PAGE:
- Serve chilled.
Christa Gifford, Family and Consumer Sciences, Glenbard North High School. and District Wellness Committee Chair shared with Healthy Lombard that the Nutrition and Fitness students did a terrific job creating and making delicious healthy recipes for this year’s Healthy Cooking Challenge!
The recipes were tasted by students and staff and they voted the Cheesy Broccoli Rice Bake the winner. Here is a copy of that recipe:
Cheesy Broccoli Rice Bake
3 c. cooked brown rice
1 T. butter
1/2 onion, diced
1 ½ c. shredded cheddar cheese
2/3 c. milk
2 c. finely chopped broccoli florets
1 can Healthy Request Cream of Mushroom soup
- Spray 9 x 13” pan with cooking spray.
- In a large skillet, melt butter. Add diced onion and cook until transluscent.
- Stir in cream of mushroom soup and milk, then add cheese. Stir until melted.
- Pour cheesy mixture over rice and broccoli and stir until mixed.
- Bake at 350 degrees for about 30 – 35 minutes or until light brown and bubbly.
According to the science of yoga, we can compare our bodies to vehicles that we use to travel the path of life. The food we eat is like the fuel we put in the gas tank—the better the fuel, the better the vehicle performs. What we eat has a huge impact not only on our physical well-being, but also on our mental and our spiritual well-being. So our diet is a vital component of the yoga lifestyle.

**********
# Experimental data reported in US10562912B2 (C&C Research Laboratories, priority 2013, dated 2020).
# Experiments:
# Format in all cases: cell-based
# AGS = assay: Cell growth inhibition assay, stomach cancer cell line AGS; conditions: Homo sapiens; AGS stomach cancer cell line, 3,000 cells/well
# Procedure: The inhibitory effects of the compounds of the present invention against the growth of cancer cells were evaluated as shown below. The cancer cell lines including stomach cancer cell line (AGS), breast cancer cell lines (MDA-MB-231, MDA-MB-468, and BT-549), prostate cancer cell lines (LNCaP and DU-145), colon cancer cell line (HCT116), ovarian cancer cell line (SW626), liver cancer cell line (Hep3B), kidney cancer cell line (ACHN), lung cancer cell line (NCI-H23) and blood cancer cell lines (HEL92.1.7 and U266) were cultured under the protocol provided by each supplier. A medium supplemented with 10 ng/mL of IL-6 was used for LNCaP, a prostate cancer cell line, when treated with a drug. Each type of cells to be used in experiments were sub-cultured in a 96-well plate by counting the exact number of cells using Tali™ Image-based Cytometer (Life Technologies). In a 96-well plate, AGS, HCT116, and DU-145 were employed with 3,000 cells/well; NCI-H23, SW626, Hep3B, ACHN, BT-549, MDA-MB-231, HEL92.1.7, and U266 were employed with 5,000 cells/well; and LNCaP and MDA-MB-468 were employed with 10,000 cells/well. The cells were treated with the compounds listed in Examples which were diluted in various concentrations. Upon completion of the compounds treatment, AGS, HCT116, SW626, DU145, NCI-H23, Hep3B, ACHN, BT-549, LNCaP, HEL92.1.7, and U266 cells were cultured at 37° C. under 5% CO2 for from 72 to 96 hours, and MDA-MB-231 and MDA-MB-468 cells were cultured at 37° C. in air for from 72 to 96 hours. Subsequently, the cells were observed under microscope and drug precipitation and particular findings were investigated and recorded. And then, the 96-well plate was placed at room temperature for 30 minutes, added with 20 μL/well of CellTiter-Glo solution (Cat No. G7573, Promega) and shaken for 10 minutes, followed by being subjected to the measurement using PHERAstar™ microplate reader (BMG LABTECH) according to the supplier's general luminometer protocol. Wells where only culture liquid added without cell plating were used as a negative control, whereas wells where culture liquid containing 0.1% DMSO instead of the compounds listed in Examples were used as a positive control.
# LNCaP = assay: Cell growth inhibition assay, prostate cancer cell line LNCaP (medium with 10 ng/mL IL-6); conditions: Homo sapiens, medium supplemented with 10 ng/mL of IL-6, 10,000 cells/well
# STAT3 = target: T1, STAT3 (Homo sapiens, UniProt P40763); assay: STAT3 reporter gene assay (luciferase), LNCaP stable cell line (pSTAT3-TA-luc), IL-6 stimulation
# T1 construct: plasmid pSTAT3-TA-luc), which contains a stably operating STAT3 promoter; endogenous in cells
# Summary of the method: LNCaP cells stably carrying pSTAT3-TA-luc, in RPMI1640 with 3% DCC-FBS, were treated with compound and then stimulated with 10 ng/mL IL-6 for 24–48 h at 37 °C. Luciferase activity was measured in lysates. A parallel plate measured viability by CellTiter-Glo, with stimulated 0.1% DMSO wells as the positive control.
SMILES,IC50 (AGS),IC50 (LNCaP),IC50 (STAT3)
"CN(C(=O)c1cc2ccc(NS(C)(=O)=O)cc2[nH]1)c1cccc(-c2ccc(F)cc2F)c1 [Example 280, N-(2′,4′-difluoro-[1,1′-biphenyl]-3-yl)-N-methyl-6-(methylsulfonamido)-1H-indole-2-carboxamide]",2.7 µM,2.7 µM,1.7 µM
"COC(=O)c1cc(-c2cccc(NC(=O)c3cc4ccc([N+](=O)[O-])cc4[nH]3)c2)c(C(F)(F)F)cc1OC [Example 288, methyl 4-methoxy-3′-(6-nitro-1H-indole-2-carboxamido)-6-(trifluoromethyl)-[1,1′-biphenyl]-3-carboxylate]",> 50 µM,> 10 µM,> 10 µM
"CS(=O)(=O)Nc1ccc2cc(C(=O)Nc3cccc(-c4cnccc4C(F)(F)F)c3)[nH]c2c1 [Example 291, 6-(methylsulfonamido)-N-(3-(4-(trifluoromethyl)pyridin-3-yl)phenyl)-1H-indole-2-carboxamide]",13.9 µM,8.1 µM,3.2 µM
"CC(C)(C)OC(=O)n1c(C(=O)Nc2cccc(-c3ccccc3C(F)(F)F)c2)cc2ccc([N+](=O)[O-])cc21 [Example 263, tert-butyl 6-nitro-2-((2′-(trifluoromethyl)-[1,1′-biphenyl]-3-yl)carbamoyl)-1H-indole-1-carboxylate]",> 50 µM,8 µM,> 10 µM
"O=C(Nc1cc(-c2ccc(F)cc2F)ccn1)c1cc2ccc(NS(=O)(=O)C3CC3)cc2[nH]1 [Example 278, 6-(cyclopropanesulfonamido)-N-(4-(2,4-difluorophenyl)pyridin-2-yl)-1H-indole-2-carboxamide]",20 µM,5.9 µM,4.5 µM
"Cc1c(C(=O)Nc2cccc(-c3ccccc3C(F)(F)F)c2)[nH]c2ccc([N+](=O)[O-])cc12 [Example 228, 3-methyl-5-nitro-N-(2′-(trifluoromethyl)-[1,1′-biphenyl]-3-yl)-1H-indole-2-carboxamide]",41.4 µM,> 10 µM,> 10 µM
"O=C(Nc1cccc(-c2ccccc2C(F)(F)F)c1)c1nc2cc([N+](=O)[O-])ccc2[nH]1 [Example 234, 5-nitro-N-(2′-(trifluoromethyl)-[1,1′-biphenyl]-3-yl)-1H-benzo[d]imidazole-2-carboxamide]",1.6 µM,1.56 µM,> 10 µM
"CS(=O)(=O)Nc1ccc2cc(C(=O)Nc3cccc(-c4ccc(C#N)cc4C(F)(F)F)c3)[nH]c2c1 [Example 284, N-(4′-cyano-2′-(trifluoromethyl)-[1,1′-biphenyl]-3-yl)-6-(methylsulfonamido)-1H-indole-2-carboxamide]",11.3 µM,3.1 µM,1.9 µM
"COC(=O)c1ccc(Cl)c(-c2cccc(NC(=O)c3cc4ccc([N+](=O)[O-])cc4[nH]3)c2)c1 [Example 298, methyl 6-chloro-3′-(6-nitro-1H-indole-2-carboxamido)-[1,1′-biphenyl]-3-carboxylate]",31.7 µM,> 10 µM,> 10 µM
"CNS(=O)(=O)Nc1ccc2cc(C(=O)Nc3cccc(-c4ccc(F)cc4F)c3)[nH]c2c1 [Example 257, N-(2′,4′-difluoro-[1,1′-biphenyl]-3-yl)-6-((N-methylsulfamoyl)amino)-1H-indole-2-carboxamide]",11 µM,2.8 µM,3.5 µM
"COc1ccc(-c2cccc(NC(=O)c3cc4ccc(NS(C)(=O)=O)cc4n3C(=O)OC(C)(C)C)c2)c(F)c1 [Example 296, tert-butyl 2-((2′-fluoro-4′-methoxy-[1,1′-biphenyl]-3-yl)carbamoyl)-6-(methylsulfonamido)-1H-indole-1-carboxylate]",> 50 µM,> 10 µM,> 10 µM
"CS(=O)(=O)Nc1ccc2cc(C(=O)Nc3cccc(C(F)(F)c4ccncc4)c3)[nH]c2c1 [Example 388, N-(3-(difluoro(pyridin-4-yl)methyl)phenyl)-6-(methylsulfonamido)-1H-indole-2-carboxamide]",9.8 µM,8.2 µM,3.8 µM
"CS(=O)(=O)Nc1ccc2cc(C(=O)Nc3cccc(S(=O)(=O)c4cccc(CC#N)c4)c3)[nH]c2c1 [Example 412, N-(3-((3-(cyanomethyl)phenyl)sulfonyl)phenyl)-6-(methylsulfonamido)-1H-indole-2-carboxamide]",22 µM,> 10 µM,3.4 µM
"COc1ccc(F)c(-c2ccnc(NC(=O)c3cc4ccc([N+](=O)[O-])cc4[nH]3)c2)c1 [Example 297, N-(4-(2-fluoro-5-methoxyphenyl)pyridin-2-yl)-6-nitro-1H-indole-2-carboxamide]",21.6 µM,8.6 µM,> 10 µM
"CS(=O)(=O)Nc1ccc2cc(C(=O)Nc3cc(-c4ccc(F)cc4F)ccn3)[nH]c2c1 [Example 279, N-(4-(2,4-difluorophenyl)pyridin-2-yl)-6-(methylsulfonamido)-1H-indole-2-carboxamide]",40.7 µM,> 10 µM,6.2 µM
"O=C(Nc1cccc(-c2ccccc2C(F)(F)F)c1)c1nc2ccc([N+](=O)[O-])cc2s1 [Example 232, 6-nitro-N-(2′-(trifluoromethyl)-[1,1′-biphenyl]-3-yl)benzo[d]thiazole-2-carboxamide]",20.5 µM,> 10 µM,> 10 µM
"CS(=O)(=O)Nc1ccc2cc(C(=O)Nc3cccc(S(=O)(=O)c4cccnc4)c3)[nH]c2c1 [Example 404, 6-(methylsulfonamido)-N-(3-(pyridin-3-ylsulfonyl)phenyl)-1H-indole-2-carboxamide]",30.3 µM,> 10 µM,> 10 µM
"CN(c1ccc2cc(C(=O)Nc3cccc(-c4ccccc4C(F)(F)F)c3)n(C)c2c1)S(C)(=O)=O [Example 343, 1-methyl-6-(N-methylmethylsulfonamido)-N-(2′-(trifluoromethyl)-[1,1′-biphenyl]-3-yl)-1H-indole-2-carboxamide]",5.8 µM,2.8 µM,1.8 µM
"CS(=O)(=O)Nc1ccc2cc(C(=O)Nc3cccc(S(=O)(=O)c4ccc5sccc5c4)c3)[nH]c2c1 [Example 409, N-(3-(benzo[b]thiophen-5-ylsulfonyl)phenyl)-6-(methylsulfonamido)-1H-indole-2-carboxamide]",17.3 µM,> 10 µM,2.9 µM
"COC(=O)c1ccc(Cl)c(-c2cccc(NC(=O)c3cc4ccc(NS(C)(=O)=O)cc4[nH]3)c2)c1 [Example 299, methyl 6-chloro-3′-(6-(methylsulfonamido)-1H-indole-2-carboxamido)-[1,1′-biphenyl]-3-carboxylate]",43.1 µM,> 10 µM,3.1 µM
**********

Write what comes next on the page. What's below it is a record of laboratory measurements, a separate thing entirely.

The ancient yoga texts describe the foods that benefit our physical health and stamina, our mental clarity, and our spiritual well-being, as sweet, juicy, palatable, and easy to digest. They include fruits and vegetables, milk products, sugar and honey, grains, and nuts and seeds, as well as beans and other legumes.
Research confirms that a diet centered on the foods that comprise the yoga diet can help prevent obesity and diseases such as high blood pressure, type 2 diabetes, cardiovascular disease, cancer, and arthritis and reduce LDL cholesterol levels. These foods also help maintain a healthy body weight, boost our immunity, and may even slow the aging process.
These foods and the countless delicious preparations made from them form the basis of the yoga diet. Because of their inherent qualities of goodness and natural health-giving properties, they are ideal for anyone wanting to live a healthier, happier life.